Since Florida doesn’t have a state income tax, it also doesn’t have a rule on who is a resident of Florida for income taxes.
Even if you’re a resident of Florida, you may still have to pay income taxes to another state. You may have to pay another state’s income tax as a:
- Resident until you break that state’s residency and establish Florida residency
- Resident in the year you moved from that state
- Part-year resident in the year you moved or if you continue to live in that state for part of the year (e.g., snowbirds, second homes)
- Non-resident if you continue to work in that state, own a business or rental property in that state, or have other income tied to that state
Most states follow a 183-day rule for state income tax residency. If you live in a state for 183 days or more during the year, you’re considered a resident of that state.
When you’re a resident of a state, it can generally charge you income tax on all of your income. When you’re not a resident of a state, it can usually only charge you income tax on income that came from that state.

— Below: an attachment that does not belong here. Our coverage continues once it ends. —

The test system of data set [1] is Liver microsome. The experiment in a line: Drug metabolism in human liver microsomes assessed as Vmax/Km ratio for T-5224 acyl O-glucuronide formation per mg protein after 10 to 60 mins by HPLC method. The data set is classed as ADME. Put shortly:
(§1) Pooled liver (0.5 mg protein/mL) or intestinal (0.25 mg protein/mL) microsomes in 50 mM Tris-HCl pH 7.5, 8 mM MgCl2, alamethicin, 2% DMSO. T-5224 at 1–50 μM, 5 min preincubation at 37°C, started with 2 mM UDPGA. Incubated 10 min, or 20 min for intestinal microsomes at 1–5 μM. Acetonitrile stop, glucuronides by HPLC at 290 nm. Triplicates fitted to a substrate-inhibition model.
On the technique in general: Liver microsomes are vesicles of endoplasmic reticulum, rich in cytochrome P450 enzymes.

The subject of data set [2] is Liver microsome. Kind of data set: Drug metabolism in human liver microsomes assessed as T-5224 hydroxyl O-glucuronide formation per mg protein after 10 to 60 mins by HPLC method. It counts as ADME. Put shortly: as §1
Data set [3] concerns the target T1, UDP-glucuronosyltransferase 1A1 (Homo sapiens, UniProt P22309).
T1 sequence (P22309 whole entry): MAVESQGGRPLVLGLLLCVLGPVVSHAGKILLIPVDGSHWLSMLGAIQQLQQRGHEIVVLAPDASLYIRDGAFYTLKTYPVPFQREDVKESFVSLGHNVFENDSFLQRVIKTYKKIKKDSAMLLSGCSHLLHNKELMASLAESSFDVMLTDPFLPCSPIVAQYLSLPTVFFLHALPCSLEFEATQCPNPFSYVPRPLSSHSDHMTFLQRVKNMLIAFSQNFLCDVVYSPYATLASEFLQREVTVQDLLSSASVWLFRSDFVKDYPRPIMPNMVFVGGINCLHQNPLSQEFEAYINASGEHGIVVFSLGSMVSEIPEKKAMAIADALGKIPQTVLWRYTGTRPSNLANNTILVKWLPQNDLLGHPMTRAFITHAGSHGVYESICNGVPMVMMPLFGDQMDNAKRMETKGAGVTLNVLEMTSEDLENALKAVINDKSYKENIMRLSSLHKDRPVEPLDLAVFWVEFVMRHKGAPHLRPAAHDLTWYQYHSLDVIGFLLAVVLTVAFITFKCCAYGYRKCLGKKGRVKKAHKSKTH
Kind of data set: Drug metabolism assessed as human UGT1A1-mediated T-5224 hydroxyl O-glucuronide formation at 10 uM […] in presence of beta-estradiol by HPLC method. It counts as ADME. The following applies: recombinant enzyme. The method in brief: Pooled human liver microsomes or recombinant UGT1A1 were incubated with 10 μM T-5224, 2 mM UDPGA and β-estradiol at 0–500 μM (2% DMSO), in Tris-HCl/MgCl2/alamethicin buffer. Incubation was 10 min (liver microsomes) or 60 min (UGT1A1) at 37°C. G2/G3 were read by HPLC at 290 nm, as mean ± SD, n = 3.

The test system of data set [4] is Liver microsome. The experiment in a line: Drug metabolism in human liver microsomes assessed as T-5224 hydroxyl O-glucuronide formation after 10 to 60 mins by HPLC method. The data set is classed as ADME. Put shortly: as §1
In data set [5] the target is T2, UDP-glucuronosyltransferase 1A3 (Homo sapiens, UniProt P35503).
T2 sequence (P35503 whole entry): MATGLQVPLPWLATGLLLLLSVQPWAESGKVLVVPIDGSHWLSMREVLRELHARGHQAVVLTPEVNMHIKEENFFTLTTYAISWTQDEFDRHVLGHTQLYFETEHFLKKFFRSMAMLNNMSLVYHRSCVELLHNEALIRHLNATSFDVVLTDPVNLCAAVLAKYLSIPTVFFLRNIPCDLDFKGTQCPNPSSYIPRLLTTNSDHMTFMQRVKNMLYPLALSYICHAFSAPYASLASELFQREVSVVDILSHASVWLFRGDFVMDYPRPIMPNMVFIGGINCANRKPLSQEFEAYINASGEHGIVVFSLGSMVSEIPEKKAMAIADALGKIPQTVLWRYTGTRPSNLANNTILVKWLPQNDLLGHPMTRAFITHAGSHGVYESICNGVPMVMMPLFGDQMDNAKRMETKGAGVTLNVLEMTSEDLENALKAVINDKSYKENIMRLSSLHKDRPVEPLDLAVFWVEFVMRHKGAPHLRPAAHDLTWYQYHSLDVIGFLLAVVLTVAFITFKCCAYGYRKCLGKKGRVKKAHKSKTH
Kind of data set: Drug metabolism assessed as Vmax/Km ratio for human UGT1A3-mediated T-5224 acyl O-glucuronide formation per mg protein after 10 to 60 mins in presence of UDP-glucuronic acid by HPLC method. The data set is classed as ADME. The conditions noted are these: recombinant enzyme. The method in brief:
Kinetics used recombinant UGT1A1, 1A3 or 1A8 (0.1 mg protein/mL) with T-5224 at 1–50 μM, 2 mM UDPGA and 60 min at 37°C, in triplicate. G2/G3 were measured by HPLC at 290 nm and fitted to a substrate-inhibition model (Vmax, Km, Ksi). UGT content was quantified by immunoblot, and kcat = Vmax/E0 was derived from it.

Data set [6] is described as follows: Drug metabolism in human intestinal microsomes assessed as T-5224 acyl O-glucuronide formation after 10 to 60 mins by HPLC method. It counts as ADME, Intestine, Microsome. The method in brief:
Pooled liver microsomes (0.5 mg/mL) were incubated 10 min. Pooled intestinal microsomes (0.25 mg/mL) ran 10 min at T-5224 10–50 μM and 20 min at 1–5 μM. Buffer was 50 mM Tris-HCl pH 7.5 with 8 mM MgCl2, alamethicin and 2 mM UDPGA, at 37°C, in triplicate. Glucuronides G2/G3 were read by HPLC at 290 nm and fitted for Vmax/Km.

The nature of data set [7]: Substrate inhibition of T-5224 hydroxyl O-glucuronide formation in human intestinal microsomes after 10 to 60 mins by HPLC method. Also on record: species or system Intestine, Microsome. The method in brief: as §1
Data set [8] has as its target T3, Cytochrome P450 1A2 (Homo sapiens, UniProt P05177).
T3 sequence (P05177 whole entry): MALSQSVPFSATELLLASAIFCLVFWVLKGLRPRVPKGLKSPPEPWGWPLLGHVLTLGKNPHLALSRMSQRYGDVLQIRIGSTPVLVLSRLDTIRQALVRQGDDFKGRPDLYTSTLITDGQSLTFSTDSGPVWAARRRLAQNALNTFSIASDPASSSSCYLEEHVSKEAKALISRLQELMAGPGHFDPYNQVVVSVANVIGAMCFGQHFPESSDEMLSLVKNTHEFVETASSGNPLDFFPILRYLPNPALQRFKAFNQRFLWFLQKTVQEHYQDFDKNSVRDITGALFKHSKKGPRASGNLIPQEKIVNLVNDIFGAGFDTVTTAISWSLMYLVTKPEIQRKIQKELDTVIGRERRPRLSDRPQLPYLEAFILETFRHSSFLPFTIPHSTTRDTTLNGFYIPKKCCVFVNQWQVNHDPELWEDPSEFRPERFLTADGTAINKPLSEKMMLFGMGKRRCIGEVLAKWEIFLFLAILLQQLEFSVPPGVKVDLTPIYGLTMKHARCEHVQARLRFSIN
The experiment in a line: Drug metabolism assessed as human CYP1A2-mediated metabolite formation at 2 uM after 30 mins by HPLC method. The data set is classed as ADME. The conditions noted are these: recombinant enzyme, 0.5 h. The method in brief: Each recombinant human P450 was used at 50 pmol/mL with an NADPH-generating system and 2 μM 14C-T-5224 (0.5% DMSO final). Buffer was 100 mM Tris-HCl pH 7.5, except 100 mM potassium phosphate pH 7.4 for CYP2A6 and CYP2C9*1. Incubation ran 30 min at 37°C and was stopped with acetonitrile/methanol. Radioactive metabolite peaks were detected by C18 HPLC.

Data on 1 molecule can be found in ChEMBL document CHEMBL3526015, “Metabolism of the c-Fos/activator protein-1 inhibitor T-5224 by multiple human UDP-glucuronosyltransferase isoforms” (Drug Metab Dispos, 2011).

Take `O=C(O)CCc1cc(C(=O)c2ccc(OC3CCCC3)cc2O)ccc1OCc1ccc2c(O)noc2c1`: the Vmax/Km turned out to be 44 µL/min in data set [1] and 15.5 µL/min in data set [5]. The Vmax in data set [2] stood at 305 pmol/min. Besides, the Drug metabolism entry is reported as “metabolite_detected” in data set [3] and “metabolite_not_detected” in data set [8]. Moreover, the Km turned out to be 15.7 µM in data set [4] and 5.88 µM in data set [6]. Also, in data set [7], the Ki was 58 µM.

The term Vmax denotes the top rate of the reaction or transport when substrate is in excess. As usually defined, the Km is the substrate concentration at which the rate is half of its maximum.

Breaking Residency in Another State
When you move from another state with income tax, it’s important to make sure you break residency in that state. High-tax states like New York and California are very aggressive about trying to say you’re still their resident so they can keep taxing you.
Establishing Florida residency on paper is evidence that you’ve broken residency in another state but isn’t the deciding factor. For example, many people try to evade taxes by obtaining a Florida driver’s license even though they still live in the high-tax state for well more than half the year.
States can do what’s known as a residency tax audit to determine where you’re actually living. In addition to looking at your government documents, they might look at things like your travel records, utility bills, or even cellphone GPS history.
Common triggers for a residency audit include continuing to own a home or business in the state you left. Things like not updating your voter registration or the permanent home address listed in your online bank account can also trigger a residency audit.
If you’re fully leaving another state, make sure that you change everything. If you still own real estate or a business in your old state, I recommend talking to a tax accountant or lawyer based in that state about how to make sure that you’ve 1) properly broken residency and 2) have enough proof.